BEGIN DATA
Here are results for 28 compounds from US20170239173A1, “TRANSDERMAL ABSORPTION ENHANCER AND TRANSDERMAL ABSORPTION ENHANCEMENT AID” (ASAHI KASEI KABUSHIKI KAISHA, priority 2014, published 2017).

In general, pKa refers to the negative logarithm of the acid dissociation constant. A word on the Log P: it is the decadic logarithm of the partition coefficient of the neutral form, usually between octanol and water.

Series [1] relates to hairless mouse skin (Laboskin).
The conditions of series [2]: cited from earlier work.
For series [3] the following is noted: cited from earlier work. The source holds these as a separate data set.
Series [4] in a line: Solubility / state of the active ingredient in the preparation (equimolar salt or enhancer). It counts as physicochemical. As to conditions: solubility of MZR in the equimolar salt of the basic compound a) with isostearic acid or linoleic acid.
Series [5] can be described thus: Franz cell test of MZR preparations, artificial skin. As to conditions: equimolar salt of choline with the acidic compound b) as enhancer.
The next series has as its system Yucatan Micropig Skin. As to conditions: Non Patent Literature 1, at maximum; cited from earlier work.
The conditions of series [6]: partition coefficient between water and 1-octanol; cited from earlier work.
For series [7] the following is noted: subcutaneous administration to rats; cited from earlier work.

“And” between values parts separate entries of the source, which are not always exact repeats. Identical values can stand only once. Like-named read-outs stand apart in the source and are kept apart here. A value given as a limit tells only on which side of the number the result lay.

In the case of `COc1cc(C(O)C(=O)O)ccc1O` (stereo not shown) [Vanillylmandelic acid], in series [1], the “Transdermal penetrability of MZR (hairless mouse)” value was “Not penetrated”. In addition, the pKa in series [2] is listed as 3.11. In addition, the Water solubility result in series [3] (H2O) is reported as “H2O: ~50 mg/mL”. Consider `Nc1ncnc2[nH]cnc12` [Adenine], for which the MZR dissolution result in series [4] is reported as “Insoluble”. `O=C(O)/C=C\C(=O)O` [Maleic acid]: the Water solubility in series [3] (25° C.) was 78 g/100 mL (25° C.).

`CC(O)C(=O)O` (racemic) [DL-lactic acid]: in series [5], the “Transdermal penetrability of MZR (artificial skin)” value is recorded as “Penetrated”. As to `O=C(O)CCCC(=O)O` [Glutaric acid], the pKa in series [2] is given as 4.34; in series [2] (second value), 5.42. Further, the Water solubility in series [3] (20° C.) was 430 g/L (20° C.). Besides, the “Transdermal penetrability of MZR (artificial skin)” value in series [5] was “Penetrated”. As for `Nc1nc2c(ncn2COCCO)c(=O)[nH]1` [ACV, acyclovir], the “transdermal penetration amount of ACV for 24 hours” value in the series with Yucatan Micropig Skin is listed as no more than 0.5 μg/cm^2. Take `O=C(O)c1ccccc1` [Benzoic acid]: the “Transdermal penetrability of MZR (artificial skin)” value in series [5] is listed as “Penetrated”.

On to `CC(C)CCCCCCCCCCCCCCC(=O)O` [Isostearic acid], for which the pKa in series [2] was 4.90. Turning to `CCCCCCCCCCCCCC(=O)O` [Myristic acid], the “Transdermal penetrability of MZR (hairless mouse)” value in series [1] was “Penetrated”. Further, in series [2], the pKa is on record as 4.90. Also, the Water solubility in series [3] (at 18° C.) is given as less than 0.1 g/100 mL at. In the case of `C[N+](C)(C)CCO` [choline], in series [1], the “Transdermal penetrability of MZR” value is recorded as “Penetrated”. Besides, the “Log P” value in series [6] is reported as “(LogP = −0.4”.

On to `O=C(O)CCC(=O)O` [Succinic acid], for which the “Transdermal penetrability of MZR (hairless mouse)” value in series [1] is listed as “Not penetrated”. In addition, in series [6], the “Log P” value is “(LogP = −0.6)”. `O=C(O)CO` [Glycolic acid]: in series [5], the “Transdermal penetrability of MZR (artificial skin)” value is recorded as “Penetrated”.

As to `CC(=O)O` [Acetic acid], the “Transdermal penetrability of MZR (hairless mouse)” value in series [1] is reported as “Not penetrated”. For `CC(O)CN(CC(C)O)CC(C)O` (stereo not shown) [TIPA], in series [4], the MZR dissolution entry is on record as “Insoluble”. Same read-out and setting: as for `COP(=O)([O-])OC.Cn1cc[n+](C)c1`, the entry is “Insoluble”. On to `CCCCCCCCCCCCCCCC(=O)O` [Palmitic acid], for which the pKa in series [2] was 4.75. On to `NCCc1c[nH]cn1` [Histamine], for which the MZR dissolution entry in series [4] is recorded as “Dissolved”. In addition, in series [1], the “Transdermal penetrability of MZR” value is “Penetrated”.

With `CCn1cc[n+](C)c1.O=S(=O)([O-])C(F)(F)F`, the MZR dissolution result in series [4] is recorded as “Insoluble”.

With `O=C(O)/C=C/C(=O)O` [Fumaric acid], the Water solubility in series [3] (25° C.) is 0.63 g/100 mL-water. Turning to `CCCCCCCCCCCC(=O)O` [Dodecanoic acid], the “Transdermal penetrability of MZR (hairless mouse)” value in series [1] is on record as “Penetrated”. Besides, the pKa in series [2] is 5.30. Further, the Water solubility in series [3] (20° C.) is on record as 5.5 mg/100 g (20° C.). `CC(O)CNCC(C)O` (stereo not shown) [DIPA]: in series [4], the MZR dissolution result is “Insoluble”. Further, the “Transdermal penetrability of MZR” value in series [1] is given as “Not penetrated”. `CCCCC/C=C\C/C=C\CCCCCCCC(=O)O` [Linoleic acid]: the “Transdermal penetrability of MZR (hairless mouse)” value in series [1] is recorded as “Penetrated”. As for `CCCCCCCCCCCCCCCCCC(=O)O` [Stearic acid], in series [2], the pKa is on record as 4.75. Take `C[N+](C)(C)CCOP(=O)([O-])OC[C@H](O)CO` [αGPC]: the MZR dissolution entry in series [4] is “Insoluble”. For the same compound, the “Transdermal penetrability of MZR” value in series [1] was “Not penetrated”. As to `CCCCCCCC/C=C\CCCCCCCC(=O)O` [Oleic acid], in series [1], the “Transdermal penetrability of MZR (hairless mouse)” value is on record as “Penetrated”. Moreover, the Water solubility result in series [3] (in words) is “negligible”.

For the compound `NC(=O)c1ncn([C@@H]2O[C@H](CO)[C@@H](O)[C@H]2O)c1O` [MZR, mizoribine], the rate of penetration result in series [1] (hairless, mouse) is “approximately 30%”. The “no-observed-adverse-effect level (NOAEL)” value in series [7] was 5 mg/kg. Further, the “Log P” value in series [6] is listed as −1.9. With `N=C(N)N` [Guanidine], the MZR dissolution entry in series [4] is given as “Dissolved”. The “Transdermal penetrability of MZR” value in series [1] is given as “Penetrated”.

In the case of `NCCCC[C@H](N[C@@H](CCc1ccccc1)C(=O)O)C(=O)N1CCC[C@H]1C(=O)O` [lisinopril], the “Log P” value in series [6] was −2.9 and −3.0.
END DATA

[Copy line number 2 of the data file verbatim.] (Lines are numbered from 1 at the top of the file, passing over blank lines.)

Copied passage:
In general, pKa refers to the negative logarithm of the acid dissociation constant. A word on the Log P: it is the decadic logarithm of the partition coefficient of the neutral form, usually between octanol and water.